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Today, the U.S. Department of Energy and NETL have announced up to $39 million in federal funding for cost-shared research and development projects that aim to improve oil and natural gas technologies. The United States is now the world’s leader in both oil and natural gas production. According to the U.S. Energy Information Administration (EIA), U.S. natural gas production hit a new record high in 2018, an 11 percent increase from 2017. In addition, U.S. crude oil production grew 17 percent in 2018, surpassing the previous record in 1970.   
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The U.S. Department of Energy’s Office of Fossil Energy and NETL have issued a Notice of Intent for a Funding Opportunity Announcement (FOA) expected to fund cost-shared research and development (R&D) projects on next-generation coal gasification technologies that have lower capital costs than traditional utility-scale plants. The objective of DE-FOA-0001994, Next Generation Gasifier Concepts and Components to Advance Modular Coal Gasification, is to competitively solicit and award R&D projects that will develop advanced technology that can implement coal gasification processes into small modular systems. FE seeks projects that will also work toward increasing the efficiency of producing coal syngas for applications in power generation or combined heat and power through process and/or reaction intensification. FE’s Gasification Program will support this FOA.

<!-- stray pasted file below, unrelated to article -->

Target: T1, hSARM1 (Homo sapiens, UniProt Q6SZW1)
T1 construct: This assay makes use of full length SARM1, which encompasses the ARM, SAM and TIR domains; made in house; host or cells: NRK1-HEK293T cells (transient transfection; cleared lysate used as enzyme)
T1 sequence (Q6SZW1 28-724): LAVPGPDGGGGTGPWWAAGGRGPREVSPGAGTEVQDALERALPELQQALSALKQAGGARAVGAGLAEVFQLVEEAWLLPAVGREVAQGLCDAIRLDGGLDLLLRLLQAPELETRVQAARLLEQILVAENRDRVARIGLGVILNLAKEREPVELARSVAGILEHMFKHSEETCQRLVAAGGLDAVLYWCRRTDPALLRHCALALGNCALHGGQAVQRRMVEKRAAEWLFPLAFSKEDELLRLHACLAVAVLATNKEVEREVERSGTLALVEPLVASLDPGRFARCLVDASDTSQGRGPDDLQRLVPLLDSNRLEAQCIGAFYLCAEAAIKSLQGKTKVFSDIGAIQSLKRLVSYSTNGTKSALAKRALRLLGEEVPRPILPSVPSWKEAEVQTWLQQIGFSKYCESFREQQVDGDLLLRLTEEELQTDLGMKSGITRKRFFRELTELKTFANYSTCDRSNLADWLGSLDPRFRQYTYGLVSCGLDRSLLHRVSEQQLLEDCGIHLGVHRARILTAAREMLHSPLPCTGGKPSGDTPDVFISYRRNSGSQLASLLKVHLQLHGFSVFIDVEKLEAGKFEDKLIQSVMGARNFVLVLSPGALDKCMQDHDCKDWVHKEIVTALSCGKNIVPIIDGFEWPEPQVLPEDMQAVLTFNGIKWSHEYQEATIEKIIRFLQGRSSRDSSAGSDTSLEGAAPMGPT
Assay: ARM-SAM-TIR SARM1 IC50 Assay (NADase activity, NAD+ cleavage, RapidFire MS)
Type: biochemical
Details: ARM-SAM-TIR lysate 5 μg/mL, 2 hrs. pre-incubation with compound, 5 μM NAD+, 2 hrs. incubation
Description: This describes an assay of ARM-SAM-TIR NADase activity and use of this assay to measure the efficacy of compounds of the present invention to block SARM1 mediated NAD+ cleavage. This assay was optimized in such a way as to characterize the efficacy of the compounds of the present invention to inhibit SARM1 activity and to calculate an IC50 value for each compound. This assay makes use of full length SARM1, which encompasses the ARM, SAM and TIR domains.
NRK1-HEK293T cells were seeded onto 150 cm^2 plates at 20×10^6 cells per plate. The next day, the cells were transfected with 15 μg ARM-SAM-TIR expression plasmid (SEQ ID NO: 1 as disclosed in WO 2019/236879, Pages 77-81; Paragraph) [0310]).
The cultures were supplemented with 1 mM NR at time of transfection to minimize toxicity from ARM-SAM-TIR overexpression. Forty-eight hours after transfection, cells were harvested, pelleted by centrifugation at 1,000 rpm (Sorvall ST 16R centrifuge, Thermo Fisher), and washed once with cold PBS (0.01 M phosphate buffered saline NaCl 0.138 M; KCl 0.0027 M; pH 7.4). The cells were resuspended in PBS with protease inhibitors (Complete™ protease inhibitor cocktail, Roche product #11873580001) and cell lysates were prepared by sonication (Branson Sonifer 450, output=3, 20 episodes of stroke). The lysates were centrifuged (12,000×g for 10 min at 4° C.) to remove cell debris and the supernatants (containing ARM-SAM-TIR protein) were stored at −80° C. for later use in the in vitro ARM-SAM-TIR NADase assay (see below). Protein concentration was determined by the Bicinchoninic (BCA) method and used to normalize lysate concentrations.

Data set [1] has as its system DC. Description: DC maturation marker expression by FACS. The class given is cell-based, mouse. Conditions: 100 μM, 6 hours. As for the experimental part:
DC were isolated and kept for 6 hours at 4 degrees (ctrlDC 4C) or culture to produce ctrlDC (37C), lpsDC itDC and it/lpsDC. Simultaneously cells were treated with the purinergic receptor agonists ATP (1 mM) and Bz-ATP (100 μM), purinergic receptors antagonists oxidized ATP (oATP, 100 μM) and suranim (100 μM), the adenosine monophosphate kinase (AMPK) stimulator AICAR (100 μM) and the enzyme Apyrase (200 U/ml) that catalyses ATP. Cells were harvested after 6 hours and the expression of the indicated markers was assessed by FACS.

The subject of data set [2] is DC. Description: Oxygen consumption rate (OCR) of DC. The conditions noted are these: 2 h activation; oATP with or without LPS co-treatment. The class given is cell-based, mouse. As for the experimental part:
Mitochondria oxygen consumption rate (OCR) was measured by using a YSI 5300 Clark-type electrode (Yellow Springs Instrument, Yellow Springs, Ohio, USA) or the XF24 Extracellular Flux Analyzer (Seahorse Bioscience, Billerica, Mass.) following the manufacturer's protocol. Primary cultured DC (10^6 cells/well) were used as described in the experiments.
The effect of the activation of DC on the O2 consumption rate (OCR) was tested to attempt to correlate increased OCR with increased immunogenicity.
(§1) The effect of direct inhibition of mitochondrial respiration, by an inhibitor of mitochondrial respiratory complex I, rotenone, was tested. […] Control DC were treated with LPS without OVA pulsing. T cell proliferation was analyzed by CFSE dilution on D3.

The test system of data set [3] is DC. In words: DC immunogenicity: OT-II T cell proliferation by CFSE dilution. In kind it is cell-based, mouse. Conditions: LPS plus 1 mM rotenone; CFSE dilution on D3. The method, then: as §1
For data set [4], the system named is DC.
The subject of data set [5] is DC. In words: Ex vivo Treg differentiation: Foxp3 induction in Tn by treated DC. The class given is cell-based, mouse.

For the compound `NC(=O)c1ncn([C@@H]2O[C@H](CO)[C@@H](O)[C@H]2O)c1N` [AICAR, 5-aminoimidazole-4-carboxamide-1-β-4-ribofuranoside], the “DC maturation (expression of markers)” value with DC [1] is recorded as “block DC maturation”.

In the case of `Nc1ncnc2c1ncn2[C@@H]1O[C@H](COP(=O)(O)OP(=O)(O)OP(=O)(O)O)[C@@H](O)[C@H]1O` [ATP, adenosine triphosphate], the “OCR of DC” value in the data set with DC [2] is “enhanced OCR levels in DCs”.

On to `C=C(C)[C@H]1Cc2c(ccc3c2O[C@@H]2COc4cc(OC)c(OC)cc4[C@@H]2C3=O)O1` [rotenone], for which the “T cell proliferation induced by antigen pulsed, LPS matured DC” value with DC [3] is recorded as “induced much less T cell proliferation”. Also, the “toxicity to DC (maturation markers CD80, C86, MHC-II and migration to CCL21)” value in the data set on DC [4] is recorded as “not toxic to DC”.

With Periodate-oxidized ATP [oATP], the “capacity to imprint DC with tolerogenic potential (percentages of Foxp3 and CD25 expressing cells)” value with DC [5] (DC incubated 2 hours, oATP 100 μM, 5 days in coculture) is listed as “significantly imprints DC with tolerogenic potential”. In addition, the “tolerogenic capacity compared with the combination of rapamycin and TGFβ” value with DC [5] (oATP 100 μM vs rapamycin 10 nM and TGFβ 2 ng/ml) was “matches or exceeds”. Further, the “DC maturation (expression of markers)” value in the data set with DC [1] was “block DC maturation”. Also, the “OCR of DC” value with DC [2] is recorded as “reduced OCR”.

WVU’s bench-scale fluidized bed gasifier is providing valuable experimental data that is helping validate computer models at NETL.
NETL’s world-renowned computer modeling capabilities are front and center in a pivotal collaboration with West Virginia University (WVU). Computational modeling is a critical tool in technology development, and the forward-looking efforts by the NETL-WVU research team are improving the accuracy of fossil-fuel energy systems models — work that will ultimately help provide the nation with cost-effective, sustainable and efficient clean energy. The NETL-led team is investigating gasification, a promising technology that can convert fossil fuels like coal into a highly useful mixture of hydrogen and carbon monoxide called synthesis gas or syngas. Because it can be used directly as fuel and as a precursor to an array of chemicals and products, syngas could become a major game changer in the fossil fuel industry. The NETL-WVU team is seeking to understand how to optimize gasification and syngas production.